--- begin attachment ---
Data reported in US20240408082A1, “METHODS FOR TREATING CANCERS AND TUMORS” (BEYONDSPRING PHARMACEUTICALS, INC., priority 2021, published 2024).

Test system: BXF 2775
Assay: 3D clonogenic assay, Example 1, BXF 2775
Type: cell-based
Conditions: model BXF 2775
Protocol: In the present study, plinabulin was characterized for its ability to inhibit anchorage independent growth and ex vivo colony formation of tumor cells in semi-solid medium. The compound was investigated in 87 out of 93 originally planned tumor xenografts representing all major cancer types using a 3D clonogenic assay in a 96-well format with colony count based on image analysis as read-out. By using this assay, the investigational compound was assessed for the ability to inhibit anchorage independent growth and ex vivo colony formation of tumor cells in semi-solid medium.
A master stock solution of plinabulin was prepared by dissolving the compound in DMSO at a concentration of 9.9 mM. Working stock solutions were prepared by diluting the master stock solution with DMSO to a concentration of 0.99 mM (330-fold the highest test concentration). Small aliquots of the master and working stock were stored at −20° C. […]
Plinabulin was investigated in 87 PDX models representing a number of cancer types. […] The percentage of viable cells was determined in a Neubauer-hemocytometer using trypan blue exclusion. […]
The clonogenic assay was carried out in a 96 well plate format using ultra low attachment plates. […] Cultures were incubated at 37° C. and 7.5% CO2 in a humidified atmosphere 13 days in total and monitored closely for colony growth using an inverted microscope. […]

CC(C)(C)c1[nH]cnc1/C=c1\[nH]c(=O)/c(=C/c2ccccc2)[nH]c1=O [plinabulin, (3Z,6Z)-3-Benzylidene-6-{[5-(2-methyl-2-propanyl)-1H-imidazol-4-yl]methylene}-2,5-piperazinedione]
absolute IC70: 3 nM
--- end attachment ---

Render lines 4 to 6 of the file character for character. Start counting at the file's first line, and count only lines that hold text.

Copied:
Type: cell-based
Conditions: model BXF 2775
Protocol: In the present study, plinabulin was characterized for its ability to inhibit anchorage independent growth and ex vivo colony formation of tumor cells in semi-solid medium. The compound was investigated in 87 out of 93 originally planned tumor xenografts representing all major cancer types using a 3D clonogenic assay in a 96-well format with colony count based on image analysis as read-out. By using this assay, the investigational compound was assessed for the ability to inhibit anchorage independent growth and ex vivo colony formation of tumor cells in semi-solid medium.